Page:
Firstly, to write the name of the work as Yuktibhasa is unpardonable for a Keralite. It is Yukthibhasha/YukthibhaSha, roughly. You can write the name without ‘h’provided that you add a proper diacritic for ‘s’. You can transliterate the Devanāgarī consonant ष as or S or Sh. However, the important point about Yukthibhasha is that this claim of being the first mathematical treatise on calculus falls within an area of dispute. The claim of Keralese School’s knowledge of calculus itself is disputed. Apparently, the main stream scholars and academics have rejected the idea of this school’s knowledge of calculus while a particular author, whose expertise in the field has been questioned, in his popular work argues in favour of this school’s revolutionary discoveries and even the transmission of these discoveries to Europe. A discussion/dispute is currently going on here.

3. ..that the Periyar National Park, Thekkady is located around the Periyar reservoir formed by the backwaters of the Mullaperiyar dam?

Partly okay, provided the entry doesn’t suggest that the wilderness formed after the man-made lake.

4. ...that Saddam Beach in the Indian state of Kerala was given its name by local Muslim villagers after the Gulf War of 1991 in solidarity with former Iraqi leader Saddam Hussein?

Silly random trivia. Just reflects the editor’s ignorance of what an encyclopedia is. There were dozens of Moscows in Kerala once. Communist Party of India (Marxist)’s pockets of influence were called thus. Again, there were dozens of Lumumba clubs Saro Wiva Nagars etc. Good luck that these DYK hunting teens are unaware of this not-so-old history of Kerala.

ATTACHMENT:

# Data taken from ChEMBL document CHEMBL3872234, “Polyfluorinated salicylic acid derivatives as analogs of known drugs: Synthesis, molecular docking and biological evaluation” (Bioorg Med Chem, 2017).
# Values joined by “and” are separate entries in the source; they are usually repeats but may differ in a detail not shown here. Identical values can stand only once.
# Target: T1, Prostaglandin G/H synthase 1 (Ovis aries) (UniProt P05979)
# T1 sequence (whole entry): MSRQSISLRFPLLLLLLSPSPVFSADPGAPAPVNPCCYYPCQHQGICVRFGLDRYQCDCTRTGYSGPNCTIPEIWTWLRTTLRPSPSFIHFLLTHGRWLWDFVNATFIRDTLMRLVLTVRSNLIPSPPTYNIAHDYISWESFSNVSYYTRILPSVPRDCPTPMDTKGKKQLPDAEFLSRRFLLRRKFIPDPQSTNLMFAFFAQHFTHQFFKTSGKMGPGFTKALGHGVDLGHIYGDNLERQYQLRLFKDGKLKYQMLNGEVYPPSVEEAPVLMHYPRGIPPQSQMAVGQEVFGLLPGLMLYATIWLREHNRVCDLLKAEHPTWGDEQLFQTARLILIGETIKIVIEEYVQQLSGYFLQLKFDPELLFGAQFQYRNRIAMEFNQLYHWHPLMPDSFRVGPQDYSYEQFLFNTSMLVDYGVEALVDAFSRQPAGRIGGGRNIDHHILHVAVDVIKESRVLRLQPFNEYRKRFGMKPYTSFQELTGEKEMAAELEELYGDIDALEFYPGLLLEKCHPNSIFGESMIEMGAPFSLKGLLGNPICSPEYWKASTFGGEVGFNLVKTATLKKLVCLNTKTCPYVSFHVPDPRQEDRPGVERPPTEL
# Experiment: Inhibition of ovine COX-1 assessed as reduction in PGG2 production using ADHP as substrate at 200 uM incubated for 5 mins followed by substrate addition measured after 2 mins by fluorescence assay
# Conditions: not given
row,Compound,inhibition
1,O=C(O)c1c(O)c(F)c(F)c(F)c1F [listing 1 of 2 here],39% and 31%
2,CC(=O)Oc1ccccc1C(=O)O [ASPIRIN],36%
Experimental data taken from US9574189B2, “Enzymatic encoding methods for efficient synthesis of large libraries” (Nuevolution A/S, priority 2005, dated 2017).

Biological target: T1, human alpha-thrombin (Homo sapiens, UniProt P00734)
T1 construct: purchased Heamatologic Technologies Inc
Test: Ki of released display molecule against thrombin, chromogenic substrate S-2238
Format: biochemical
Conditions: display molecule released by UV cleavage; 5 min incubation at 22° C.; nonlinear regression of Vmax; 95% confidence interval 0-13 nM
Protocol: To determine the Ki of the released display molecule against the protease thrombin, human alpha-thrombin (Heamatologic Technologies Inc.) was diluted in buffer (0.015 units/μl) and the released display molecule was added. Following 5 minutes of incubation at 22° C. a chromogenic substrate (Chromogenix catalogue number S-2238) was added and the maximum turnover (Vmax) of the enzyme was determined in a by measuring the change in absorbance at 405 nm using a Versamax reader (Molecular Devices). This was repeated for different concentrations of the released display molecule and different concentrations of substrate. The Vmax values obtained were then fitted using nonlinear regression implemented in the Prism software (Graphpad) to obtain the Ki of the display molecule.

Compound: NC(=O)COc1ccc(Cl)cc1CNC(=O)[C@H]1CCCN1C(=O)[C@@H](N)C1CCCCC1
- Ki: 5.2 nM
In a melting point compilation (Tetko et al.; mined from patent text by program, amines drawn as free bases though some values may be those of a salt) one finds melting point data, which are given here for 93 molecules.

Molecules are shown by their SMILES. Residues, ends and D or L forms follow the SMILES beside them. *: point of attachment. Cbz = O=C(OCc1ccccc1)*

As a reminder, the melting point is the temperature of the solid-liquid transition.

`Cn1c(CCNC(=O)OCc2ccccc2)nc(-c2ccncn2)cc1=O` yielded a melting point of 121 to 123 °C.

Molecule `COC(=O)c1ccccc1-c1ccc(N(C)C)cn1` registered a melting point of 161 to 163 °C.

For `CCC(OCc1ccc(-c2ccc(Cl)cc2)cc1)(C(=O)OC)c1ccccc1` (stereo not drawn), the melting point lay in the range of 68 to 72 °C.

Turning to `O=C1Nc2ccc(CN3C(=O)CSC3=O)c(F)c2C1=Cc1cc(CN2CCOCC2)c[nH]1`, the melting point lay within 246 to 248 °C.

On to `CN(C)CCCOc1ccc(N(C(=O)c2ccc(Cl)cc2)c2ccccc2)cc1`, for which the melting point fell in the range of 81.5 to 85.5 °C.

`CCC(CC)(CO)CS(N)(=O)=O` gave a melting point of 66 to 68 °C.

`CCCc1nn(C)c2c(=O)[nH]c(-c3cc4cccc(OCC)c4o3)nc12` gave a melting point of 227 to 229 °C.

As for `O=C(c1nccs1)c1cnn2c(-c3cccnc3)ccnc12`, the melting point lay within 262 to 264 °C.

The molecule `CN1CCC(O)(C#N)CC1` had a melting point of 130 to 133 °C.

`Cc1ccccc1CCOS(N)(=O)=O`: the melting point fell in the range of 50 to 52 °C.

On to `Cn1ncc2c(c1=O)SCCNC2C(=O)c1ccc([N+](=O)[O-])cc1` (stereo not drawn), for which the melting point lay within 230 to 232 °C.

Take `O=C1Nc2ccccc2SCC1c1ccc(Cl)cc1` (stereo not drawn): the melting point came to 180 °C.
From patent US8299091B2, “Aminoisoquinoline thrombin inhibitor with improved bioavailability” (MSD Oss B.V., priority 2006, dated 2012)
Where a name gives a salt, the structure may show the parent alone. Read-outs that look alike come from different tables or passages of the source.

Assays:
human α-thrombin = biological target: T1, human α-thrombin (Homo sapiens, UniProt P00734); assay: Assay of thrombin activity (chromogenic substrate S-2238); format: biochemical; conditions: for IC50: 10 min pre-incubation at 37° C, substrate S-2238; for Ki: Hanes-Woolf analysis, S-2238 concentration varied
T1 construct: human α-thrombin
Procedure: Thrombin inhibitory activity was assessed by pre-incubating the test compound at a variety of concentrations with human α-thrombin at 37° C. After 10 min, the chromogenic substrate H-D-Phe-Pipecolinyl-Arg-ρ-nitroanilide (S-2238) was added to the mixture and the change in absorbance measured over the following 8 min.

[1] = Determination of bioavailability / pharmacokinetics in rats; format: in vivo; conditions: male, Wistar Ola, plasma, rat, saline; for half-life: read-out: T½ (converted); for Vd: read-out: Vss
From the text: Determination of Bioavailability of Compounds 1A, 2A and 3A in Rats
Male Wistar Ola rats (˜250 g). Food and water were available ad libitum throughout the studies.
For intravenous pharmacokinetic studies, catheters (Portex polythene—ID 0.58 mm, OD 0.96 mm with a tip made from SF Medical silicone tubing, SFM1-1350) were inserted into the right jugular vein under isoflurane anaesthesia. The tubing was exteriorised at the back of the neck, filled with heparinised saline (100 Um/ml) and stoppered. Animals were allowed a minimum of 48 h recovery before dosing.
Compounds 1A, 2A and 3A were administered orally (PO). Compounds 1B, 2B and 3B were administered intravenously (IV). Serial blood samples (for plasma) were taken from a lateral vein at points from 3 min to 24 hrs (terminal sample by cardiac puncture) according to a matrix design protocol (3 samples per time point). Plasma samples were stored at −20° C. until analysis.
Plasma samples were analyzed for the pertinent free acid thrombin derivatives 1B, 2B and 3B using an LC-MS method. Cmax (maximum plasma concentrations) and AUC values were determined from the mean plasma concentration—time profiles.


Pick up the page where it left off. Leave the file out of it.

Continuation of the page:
5. ...that Hortus Malabaricus (cover page pictured), the earliest printed treatise on the flora in Asia, contains the first instances of Malayalam types being used for printing?

Another instance of stupidity. This primacy claim of the first use of Malayalam types has been effectively refuted in Wikipedia talk pages months back. See here. You can also see a discussion here. And the teen admin’s reply was thus:

“The statements given by Itty Achutan in Hortus Malabaricus is indeed the first instance of Malayalam types being used for printing. period. Also, you are requested to refrain from posting nonsense about me all over the internet. Attempts at stalking an editor could get you banned.-- thunderboltz(Deepu) 14:04, 5 January 2007 (UTC).”